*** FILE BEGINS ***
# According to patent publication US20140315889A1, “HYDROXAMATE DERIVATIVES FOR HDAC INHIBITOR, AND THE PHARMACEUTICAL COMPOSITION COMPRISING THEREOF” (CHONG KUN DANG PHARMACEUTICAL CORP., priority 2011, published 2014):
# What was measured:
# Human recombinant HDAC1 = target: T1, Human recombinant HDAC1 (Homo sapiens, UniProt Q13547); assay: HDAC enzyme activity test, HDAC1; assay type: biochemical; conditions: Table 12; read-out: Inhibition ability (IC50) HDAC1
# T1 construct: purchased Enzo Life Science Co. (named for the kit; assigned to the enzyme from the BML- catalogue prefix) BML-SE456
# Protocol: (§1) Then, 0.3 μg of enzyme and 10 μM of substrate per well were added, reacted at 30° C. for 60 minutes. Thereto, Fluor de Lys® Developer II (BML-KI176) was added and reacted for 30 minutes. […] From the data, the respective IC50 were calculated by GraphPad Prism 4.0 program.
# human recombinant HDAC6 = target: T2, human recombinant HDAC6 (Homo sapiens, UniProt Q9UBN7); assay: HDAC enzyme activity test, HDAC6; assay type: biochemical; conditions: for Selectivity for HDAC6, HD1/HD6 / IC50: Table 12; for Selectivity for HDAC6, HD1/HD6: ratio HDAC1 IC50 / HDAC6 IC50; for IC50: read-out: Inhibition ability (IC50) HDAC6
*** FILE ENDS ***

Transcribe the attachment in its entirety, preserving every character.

# According to patent publication US20140315889A1, “HYDROXAMATE DERIVATIVES FOR HDAC INHIBITOR, AND THE PHARMACEUTICAL COMPOSITION COMPRISING THEREOF” (CHONG KUN DANG PHARMACEUTICAL CORP., priority 2011, published 2014):
# What was measured:
# Human recombinant HDAC1 = target: T1, Human recombinant HDAC1 (Homo sapiens, UniProt Q13547); assay: HDAC enzyme activity test, HDAC1; assay type: biochemical; conditions: Table 12; read-out: Inhibition ability (IC50) HDAC1
# T1 construct: purchased Enzo Life Science Co. (named for the kit; assigned to the enzyme from the BML- catalogue prefix) BML-SE456
# Protocol: (§1) Then, 0.3 μg of enzyme and 10 μM of substrate per well were added, reacted at 30° C. for 60 minutes. Thereto, Fluor de Lys® Developer II (BML-KI176) was added and reacted for 30 minutes. […] From the data, the respective IC50 were calculated by GraphPad Prism 4.0 program.
# human recombinant HDAC6 = target: T2, human recombinant HDAC6 (Homo sapiens, UniProt Q9UBN7); assay: HDAC enzyme activity test, HDAC6; assay type: biochemical; conditions: for Selectivity for HDAC6, HD1/HD6 / IC50: Table 12; for Selectivity for HDAC6, HD1/HD6: ratio HDAC1 IC50 / HDAC6 IC50; for IC50: read-out: Inhibition ability (IC50) HDAC6